I have a tough time holding back my feelings of rage whenever a student addresses me as “Ms. Vague.” Even worse are the times when they call me “Miss” or “Mrs.” It’s not just because I have a doctorate and want to be acknowledged accordingly and it’s not just because “Ms.,” “Miss,” and “Mrs.” sound like a divorcée, a debutante, and a woman married to one of my male relatives, respectively. In my opinion, knowing how to address your college instructors/professors is about knowing where you are.
Let me explain. When I started college back before the earth’s crust cooled, when I had to walk to campus every day uphill both ways, I knew immediately to call all my professors “Dr. So-and-so.” I’m not sure how I got the message, but it was immediate and it was total. No one was immune from being called “Dr.,” not even the art and creative writing professors who, with their MFAs, actually should have been called “Mr.” or “Ms.” (I did eventually figure that out and address them correctly, it was just that at first I felt somehow wrong not calling them “Dr.”) In my mind, their title differentiated them from my high school teachers. I was entering a new and different world and this form of address was an integral part of it.
I don’t think I ever thought of it consciously back then as a way to show respect, but I certainly see it that way now. I occasionally feel silly or vain for caring about this — like, who am I to be so full of myself? Who am I to demand that my students acknowledge my degree? Why should they care? But then I remember that, in fact, they really SHOULD care. My education is directly relevant to their education. The time I spent earning that degree makes me a better teacher. It does. I’m in no way arguing that it makes me a better teacher than my colleagues who have earned their MAs or MFAs and who go by Mr. and Ms., but I do believe that my having completed my PhD makes me a better teacher than I would be if I had stopped earlier with an MA.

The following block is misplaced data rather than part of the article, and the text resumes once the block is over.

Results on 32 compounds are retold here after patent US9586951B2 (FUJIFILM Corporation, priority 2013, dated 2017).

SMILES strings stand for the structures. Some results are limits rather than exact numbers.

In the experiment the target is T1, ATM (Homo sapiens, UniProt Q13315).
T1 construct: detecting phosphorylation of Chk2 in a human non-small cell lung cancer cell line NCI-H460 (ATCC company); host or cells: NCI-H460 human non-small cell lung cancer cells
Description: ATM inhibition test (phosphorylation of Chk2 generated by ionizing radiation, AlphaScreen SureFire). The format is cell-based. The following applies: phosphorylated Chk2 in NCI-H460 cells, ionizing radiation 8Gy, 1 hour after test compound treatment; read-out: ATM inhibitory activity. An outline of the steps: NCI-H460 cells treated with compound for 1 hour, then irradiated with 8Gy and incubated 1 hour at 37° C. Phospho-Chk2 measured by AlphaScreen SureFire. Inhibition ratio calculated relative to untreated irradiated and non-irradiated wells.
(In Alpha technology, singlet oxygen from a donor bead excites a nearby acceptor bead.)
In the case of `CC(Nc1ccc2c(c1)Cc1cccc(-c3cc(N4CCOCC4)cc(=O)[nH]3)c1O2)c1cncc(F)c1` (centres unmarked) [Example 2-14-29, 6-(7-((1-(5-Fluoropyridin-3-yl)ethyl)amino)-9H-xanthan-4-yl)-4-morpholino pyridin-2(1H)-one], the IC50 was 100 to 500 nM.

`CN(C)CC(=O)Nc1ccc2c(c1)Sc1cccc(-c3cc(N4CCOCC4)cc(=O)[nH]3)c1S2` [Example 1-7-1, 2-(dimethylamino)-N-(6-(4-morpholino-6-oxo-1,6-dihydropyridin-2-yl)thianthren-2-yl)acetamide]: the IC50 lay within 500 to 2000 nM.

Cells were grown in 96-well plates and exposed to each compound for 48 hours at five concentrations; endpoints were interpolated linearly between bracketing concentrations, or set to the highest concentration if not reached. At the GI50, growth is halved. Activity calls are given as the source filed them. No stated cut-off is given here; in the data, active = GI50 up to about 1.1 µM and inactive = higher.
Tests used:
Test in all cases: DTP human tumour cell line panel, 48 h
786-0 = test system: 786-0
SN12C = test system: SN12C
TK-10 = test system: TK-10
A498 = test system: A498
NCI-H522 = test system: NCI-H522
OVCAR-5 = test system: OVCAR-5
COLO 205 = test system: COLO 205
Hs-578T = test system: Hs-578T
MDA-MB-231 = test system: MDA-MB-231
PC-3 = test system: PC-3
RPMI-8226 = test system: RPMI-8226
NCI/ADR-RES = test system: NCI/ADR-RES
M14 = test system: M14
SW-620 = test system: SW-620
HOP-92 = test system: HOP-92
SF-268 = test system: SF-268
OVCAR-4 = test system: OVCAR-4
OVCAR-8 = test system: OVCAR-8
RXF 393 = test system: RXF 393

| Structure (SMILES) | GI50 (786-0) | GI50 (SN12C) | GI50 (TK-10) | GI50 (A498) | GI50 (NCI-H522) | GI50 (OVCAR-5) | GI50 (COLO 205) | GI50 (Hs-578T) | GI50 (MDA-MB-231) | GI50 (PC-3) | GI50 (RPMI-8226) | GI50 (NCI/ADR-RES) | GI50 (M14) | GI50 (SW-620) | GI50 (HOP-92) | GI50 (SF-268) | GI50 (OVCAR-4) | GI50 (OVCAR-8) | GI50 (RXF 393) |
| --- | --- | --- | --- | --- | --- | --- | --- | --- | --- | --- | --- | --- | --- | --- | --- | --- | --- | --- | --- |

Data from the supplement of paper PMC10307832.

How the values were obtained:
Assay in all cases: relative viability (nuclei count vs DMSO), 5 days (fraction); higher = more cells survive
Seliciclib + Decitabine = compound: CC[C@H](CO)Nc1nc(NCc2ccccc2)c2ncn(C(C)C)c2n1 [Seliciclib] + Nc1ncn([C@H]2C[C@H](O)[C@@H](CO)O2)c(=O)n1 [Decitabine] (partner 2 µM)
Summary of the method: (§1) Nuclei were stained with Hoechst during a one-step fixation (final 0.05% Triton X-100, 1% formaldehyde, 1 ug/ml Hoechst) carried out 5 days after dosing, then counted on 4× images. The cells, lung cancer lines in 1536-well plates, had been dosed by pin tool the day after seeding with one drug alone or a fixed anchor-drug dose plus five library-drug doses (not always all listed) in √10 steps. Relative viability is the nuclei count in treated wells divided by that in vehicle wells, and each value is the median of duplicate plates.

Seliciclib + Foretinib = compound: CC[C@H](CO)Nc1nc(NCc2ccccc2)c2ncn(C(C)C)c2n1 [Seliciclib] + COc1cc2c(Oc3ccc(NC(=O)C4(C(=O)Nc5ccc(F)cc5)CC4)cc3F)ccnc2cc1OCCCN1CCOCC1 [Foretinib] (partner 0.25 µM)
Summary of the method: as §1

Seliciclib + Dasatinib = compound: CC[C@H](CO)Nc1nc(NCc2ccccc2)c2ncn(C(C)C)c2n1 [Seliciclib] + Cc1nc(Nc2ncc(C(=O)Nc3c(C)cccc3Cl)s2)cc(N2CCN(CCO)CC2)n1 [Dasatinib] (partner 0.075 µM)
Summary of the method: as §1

The letters behind my name are important to me. I had to go through a lot to earn them and I’m proud of that. I don’t think it’s silly or vain to care, especially because addressing faculty by their proper titles is the common convention at every university in the United States. It is just what’s done, period.
But I still wonder why so many students fail to get the message that I received so clearly when I started college — somehow I just picked up on the fact that everyone was called “Dr.” I don’t remember if someone told me that directly (Maybe in orientation? Maybe my dad, a PhD himself, told me?) or if I just echoed what I heard other people saying. I mean, it’s not really the students’ fault if no one tells them this, right? Which is why I tell them. I introduce myself as Dr. Vague on the first day; I put it at the top of my syllabus and at the bottom of every email. They know — or they should. But some of them still like to call me “Ms.”
I suspect that this is something that happens to women more often than men. None of my male colleagues have ever really complained about being erroneously addressed as “Mr.,” and, in fact, more than one older male colleague has been guilty of calling me “Miss” in front of my students. Being called “Miss” by older male colleagues and “Mrs.” by younger male students makes me think that these forms of address reveal something about the gender-based assumptions being made. Older men see younger women as children while younger men see older women as someone’s wife. Pardon me while I go vomit. It’s true, though, that the way we speak is a clear outward sign of the value system(s) underpinning our beliefs. In this case, it is ever clearer to me that I live in a place where career women are an anomaly. Hopefully soon I’ll be able to take my freakish, unmarried, degree-having self elsewhere. Until then, call me Doctor, bitches!